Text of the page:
My ticket number was called after 15 minutes, and I was instructed to enter the collection section. In there, you are required to provide your thumb prints on an electronic fingerprint scanner, and sign on a digital signature pad.
Once my details were verified, a Home Affairs employee handed me my Smart ID with a letter detailing the features of card.
And that was it – I had my ID and could be on my way.
I also received an SMS right after collecting my ID card stating that it had been collected.
Having visited “regular” Home Affairs branches in the past, the process of applying for and obtaining my Smart ID card through the Home Affairs online portal and linked bank branch was a pleasure.
Well done Home Affairs for the smooth system and quick turnaround, and well done Standard Bank on hosting the office at your branch.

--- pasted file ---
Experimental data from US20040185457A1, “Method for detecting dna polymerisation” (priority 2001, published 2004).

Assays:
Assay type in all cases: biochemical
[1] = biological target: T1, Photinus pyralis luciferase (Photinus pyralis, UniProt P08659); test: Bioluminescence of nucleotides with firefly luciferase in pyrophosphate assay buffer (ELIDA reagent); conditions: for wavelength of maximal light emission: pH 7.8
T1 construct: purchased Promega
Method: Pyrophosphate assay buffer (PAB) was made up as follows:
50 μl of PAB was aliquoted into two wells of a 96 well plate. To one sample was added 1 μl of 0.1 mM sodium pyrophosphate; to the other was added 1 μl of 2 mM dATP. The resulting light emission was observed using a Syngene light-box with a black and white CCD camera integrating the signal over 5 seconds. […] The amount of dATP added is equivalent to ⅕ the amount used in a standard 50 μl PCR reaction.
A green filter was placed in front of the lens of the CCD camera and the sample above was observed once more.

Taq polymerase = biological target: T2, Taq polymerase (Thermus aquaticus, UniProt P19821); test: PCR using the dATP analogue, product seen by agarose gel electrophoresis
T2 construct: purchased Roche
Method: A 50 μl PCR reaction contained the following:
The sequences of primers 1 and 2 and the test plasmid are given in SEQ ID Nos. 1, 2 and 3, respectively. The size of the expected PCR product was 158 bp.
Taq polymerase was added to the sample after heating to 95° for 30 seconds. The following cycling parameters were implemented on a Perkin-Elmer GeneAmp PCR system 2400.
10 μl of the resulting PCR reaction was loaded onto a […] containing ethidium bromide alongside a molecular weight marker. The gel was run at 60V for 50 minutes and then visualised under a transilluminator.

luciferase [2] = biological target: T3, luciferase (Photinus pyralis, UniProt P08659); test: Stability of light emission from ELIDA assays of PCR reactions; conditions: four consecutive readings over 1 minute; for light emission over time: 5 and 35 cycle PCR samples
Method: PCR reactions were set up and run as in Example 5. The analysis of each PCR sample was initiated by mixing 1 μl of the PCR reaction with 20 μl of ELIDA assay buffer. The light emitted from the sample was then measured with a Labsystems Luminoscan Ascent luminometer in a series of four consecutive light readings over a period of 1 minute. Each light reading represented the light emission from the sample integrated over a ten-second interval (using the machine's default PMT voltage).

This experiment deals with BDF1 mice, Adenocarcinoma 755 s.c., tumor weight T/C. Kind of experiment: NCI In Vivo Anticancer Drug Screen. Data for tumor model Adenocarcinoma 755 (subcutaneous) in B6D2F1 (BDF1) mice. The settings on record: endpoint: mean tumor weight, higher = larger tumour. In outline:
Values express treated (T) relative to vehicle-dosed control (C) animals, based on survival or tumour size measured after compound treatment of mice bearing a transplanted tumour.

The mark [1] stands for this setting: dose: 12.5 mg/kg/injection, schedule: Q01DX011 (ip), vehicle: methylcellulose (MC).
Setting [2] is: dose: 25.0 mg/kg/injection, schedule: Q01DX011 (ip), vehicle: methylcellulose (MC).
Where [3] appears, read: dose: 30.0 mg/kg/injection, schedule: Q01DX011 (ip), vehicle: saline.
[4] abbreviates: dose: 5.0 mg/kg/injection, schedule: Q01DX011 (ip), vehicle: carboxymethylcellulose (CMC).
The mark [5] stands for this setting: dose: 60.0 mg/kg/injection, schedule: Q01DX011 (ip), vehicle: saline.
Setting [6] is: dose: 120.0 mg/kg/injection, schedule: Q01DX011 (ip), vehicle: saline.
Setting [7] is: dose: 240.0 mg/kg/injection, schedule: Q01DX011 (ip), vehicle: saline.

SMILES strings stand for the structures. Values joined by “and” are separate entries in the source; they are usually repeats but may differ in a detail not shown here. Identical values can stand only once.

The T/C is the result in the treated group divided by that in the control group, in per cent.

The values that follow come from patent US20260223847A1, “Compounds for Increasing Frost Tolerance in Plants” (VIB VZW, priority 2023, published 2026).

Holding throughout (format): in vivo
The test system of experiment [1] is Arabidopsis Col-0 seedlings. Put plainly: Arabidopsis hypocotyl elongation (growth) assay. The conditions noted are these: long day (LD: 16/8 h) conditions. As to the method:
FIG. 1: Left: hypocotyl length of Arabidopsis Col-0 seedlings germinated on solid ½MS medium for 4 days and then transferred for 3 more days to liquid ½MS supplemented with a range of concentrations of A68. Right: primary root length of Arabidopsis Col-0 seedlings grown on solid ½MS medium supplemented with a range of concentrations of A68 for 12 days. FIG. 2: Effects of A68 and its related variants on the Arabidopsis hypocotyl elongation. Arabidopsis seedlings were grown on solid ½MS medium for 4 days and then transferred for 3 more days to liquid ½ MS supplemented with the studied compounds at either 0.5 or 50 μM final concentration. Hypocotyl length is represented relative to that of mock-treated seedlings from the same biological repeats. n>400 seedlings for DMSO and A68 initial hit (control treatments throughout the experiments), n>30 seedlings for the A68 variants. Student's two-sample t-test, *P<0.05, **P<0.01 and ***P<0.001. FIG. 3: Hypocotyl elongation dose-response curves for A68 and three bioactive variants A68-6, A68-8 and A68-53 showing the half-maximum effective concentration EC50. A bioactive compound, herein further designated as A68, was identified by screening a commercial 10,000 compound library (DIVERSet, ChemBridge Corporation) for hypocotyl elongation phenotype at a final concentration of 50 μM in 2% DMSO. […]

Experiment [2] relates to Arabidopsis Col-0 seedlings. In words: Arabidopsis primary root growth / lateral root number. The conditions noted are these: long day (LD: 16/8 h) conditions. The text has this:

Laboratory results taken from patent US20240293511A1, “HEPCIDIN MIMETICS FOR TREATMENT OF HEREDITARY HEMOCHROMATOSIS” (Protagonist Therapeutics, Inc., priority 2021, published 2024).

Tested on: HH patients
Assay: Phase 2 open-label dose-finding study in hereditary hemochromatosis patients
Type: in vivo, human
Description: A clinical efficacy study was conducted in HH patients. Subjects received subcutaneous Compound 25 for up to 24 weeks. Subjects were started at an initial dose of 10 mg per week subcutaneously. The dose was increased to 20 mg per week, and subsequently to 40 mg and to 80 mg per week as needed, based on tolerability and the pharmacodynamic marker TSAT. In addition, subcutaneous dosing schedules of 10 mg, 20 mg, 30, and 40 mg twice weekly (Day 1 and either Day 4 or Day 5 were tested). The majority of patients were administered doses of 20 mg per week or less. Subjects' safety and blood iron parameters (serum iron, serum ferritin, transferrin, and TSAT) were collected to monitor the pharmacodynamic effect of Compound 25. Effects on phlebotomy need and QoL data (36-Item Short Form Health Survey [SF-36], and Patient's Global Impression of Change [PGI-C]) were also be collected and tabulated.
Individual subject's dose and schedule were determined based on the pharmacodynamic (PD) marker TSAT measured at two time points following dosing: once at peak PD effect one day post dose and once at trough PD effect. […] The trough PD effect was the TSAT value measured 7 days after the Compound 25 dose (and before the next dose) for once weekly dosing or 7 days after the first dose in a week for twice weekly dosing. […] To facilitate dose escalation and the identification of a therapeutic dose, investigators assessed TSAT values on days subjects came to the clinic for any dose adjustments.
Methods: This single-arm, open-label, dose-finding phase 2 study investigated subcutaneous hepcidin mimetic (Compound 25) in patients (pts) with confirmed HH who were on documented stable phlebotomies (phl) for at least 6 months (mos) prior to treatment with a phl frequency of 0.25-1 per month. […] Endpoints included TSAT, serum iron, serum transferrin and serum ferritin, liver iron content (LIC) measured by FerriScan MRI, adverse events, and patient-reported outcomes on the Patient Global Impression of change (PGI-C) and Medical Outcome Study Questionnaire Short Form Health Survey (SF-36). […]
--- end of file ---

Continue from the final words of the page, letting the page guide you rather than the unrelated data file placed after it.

A South African’s guide to surviving the dreaded Home Affairs queue

Most South Africans dread going to Home Affairs. Who wants to queue anyway?
Anything Home Affairs-related is such an enormous, overbearing task that we simply shy away from important things like collecting our ID cards or that equally pesky task of changing a surname.
Forms to fill in, queues leading out the door, coupled with our troubling weather – hot or cold, it’s equally annoying. Mixed together it all just builds up to a very unpleasant experience.
If you need to visit your friendly Home Affairs office at some point in the near future, rejoice! Gabriel Sithole from Vuma103fm compiled the ultimate checklist of do’s and don’ts to get you through the day.